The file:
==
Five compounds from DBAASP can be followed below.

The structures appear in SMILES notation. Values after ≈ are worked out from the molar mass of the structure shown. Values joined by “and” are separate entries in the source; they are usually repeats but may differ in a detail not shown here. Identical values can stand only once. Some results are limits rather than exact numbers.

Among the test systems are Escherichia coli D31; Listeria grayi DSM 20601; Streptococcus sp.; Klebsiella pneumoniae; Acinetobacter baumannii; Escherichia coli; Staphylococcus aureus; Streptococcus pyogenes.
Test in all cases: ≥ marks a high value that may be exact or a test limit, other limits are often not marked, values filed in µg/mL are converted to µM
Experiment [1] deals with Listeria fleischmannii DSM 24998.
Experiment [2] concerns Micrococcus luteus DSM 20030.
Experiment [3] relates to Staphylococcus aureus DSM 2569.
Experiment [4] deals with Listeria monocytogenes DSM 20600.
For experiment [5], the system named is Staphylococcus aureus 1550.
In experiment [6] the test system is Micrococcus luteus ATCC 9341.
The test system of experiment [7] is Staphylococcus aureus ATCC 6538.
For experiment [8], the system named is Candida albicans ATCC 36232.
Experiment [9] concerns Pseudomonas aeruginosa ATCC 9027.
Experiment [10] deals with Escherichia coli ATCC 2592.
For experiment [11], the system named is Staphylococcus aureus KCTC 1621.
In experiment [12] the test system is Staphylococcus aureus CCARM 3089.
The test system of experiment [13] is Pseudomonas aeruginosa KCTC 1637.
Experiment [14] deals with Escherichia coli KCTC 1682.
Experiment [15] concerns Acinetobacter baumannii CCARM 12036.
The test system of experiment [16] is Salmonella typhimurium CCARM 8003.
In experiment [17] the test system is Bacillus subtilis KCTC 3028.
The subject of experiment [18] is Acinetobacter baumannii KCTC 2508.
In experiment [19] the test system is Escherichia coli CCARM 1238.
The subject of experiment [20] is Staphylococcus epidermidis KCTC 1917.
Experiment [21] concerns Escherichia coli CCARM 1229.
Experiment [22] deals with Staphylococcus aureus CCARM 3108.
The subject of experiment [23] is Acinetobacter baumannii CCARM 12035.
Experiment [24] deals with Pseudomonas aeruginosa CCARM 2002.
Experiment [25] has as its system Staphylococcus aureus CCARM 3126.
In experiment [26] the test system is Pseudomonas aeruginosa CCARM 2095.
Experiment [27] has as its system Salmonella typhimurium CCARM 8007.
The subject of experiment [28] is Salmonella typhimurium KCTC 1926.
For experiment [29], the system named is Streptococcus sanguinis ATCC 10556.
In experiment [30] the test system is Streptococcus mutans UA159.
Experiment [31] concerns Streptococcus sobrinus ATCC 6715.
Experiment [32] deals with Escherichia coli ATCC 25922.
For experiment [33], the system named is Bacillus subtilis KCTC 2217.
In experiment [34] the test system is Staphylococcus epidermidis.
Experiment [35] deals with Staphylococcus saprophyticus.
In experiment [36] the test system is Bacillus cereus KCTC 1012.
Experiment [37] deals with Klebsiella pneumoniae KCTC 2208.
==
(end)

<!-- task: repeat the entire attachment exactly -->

Five compounds from DBAASP can be followed below.

The structures appear in SMILES notation. Values after ≈ are worked out from the molar mass of the structure shown. Values joined by “and” are separate entries in the source; they are usually repeats but may differ in a detail not shown here. Identical values can stand only once. Some results are limits rather than exact numbers.

Among the test systems are Escherichia coli D31; Listeria grayi DSM 20601; Streptococcus sp.; Klebsiella pneumoniae; Acinetobacter baumannii; Escherichia coli; Staphylococcus aureus; Streptococcus pyogenes.
Test in all cases: ≥ marks a high value that may be exact or a test limit, other limits are often not marked, values filed in µg/mL are converted to µM
Experiment [1] deals with Listeria fleischmannii DSM 24998.
Experiment [2] concerns Micrococcus luteus DSM 20030.
Experiment [3] relates to Staphylococcus aureus DSM 2569.
Experiment [4] deals with Listeria monocytogenes DSM 20600.
For experiment [5], the system named is Staphylococcus aureus 1550.
In experiment [6] the test system is Micrococcus luteus ATCC 9341.
The test system of experiment [7] is Staphylococcus aureus ATCC 6538.
For experiment [8], the system named is Candida albicans ATCC 36232.
Experiment [9] concerns Pseudomonas aeruginosa ATCC 9027.
Experiment [10] deals with Escherichia coli ATCC 2592.
For experiment [11], the system named is Staphylococcus aureus KCTC 1621.
In experiment [12] the test system is Staphylococcus aureus CCARM 3089.
The test system of experiment [13] is Pseudomonas aeruginosa KCTC 1637.
Experiment [14] deals with Escherichia coli KCTC 1682.
Experiment [15] concerns Acinetobacter baumannii CCARM 12036.
The test system of experiment [16] is Salmonella typhimurium CCARM 8003.
In experiment [17] the test system is Bacillus subtilis KCTC 3028.
The subject of experiment [18] is Acinetobacter baumannii KCTC 2508.
In experiment [19] the test system is Escherichia coli CCARM 1238.
The subject of experiment [20] is Staphylococcus epidermidis KCTC 1917.
Experiment [21] concerns Escherichia coli CCARM 1229.
Experiment [22] deals with Staphylococcus aureus CCARM 3108.
The subject of experiment [23] is Acinetobacter baumannii CCARM 12035.
Experiment [24] deals with Pseudomonas aeruginosa CCARM 2002.
Experiment [25] has as its system Staphylococcus aureus CCARM 3126.
In experiment [26] the test system is Pseudomonas aeruginosa CCARM 2095.
Experiment [27] has as its system Salmonella typhimurium CCARM 8007.
The subject of experiment [28] is Salmonella typhimurium KCTC 1926.
For experiment [29], the system named is Streptococcus sanguinis ATCC 10556.
In experiment [30] the test system is Streptococcus mutans UA159.
Experiment [31] concerns Streptococcus sobrinus ATCC 6715.
Experiment [32] deals with Escherichia coli ATCC 25922.
For experiment [33], the system named is Bacillus subtilis KCTC 2217.
In experiment [34] the test system is Staphylococcus epidermidis.
Experiment [35] deals with Staphylococcus saprophyticus.
In experiment [36] the test system is Bacillus cereus KCTC 1012.
Experiment [37] deals with Klebsiella pneumoniae KCTC 2208.